If you are a leader in a products company where traditional cost-cutting is starting to run its course (or is not effective), you may be considering rationalizing your portfolio. The benefits are obvious – eliminate excessive complexity and waste, cull unprofitable products, increase margins, and enable faster growth. However, not being proactive can lead to unwise cost cuts.
But portfolio changes have their risks as well, which is why so many organizations hesitate to undertake such efforts. Leading CPG companies are leveraging advanced analytics to eliminate these unknowns to maximize the profitability of their portfolios. Done right, portfolio optimization can set your business on a fresh, positive trajectory; done wrong, it can accelerate a company’s demise.
At the heart of any SKU rationalization is an optimization equation with many potential options, constraints and interdependencies:
Do I cut a small volume product? What if that product is critical to a large customer?
- Is that low margin product just priced incorrectly, or should it be eliminated?
- If I eliminate a set of SKUs, what does that mean for the production line where they were produced?
- If I eliminated certain pack sizes or flavor variations, how will that impact the remaining products?
- Once I decide to eliminate certain products, what do I do with my existing inventory
Leading companies deploy advanced analytics to help them sort through the millions of possibilities for their portfolio. We’ve seen the most successful efforts include the following:
- Senior executive sponsorship: SKU and customer rationalization will affect every aspect of your organization. The degree of change management effort will be significant, and while the work will be done at a highly granular level, driving the adjustment to a successful conclusion requires strong executive support.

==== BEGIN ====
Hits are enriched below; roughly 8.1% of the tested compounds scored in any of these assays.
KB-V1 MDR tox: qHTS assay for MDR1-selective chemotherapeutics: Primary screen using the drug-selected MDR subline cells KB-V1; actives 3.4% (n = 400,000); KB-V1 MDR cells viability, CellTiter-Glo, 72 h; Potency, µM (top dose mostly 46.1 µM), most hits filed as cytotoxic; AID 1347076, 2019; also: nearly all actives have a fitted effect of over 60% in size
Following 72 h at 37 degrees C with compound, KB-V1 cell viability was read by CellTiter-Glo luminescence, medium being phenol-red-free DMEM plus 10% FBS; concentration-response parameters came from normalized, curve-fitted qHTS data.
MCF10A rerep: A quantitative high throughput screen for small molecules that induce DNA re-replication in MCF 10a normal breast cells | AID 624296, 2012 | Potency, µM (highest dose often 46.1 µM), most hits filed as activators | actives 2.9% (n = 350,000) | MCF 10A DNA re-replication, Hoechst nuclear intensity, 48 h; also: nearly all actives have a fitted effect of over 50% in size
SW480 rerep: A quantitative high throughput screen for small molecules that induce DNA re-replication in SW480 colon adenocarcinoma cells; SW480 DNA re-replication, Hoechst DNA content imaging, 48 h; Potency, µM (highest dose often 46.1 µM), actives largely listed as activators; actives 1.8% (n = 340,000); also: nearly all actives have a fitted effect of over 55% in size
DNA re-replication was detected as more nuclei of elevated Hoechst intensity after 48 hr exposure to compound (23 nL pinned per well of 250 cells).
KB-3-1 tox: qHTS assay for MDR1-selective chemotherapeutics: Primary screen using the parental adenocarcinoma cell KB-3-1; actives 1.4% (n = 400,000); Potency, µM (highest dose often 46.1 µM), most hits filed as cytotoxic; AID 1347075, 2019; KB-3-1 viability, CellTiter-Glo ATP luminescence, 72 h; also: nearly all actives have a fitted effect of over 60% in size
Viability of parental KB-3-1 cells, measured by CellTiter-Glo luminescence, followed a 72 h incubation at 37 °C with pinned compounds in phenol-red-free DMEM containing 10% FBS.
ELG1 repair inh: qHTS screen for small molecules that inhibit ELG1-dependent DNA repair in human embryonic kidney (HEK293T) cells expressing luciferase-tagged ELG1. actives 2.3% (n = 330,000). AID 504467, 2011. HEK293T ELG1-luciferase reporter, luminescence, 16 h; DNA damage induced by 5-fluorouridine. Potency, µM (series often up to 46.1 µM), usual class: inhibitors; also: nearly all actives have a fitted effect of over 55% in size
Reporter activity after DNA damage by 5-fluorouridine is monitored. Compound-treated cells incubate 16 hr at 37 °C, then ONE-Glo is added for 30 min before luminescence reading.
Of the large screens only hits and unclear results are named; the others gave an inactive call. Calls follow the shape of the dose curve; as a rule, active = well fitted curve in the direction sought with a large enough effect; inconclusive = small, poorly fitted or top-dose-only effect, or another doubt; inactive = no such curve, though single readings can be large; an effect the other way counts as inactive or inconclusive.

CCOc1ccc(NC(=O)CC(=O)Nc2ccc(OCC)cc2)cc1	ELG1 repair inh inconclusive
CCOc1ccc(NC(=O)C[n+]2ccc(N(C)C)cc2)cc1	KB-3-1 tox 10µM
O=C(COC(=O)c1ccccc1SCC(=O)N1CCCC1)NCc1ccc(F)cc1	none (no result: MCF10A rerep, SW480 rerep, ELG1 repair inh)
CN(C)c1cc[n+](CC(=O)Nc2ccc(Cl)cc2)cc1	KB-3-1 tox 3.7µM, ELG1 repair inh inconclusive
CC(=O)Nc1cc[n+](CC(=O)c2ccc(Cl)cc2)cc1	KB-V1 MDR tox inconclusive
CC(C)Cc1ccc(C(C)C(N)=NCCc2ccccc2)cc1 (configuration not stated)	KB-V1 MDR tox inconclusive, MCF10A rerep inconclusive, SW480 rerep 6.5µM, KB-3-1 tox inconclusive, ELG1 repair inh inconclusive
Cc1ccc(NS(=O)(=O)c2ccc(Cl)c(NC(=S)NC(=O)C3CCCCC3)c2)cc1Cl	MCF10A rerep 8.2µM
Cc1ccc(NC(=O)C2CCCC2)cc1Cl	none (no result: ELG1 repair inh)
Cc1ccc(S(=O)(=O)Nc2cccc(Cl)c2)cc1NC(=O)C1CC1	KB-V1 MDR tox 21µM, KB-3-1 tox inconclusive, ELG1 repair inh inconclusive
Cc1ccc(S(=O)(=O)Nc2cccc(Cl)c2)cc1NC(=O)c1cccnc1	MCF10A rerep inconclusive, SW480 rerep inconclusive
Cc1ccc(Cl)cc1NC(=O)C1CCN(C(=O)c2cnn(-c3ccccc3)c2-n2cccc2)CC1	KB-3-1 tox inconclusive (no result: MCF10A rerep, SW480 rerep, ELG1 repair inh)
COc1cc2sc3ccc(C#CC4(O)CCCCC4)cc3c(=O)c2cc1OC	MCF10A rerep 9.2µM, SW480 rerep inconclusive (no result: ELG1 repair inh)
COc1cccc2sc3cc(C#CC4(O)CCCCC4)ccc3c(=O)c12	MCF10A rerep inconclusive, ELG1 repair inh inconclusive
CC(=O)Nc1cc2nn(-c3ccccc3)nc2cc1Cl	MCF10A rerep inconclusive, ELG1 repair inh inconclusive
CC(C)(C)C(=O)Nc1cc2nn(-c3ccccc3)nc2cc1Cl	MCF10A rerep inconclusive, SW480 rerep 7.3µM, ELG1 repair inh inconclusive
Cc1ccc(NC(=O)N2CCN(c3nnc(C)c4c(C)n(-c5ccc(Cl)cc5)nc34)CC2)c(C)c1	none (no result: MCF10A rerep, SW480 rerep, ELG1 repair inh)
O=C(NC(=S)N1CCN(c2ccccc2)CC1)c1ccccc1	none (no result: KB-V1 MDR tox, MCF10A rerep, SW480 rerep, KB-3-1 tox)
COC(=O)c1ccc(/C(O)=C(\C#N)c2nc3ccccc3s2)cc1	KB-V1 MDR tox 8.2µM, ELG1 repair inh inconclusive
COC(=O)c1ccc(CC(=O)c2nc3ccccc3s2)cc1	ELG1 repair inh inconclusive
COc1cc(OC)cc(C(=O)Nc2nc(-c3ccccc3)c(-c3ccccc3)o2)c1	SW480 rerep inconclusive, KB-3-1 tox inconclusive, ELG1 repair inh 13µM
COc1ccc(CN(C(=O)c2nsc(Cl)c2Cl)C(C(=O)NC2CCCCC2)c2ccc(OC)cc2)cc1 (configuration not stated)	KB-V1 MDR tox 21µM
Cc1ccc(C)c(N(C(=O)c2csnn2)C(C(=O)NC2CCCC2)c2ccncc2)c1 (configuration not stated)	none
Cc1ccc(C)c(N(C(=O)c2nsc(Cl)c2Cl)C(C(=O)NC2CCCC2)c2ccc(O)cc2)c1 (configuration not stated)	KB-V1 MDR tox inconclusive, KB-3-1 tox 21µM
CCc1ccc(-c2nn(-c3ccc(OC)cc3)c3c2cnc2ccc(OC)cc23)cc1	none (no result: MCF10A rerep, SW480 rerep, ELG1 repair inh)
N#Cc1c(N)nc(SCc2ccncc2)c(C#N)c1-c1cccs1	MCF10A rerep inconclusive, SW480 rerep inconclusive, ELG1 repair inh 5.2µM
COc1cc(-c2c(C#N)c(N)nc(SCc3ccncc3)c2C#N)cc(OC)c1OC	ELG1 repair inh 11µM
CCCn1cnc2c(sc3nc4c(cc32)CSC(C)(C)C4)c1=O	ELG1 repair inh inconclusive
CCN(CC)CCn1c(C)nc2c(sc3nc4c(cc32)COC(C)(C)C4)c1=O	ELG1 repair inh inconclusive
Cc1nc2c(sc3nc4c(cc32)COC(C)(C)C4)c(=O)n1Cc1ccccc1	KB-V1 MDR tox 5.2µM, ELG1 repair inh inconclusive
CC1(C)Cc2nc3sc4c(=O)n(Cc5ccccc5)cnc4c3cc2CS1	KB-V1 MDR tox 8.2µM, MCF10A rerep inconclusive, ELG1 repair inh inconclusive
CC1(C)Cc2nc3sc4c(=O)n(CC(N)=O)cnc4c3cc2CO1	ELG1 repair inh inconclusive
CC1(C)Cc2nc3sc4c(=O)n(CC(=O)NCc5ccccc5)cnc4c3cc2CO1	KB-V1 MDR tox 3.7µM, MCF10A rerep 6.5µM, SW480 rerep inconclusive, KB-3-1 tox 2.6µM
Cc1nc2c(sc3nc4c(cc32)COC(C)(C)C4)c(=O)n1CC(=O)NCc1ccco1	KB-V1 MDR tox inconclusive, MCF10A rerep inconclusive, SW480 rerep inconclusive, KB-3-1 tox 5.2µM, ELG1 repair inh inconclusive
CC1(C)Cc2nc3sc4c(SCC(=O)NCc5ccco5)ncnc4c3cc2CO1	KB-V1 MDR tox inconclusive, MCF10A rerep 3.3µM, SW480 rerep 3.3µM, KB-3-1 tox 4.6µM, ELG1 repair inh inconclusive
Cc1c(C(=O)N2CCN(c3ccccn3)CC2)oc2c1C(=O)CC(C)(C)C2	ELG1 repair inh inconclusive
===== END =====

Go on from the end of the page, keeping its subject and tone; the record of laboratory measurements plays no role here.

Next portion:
- Understand the marginal impact: Leading companies understand the marginal impact on the cost structure when the product mix changes (see Greater Growth by Pricing on the Margin)
- Consider all the options: Too often, companies crudely cut off the “long tail” without understanding a product’s growth and profitability, how it fits within the category, or its relationship with other products and customer segments. Bundling, price changes, and changing the timing of production are some of the additional options to consider.
- Model, decide, act: Run multiple scenarios (within the context of a company’s strategy) to determine the potential disposition of the portfolio and the financial impact to the business. Once decided, be relentless in execution. In our experience, slow implementations lead to lost momentum and backtracking.
- Manage for the future: Establish the ongoing capabilities, metrics, analytics, and management routines to be able to productively manage the portfolio on an ongoing basis.
Optimizing the portfolio, in many ways, has all the aspects of a major merger: the entire organization is affected, and it can position your business for substantial growth. But unless managed effectively, it will leave you in a weaker position. CPG companies that leverage advanced analytics to optimize their portfolios will have a distinct advantage over competitors that rely on antiquated methods.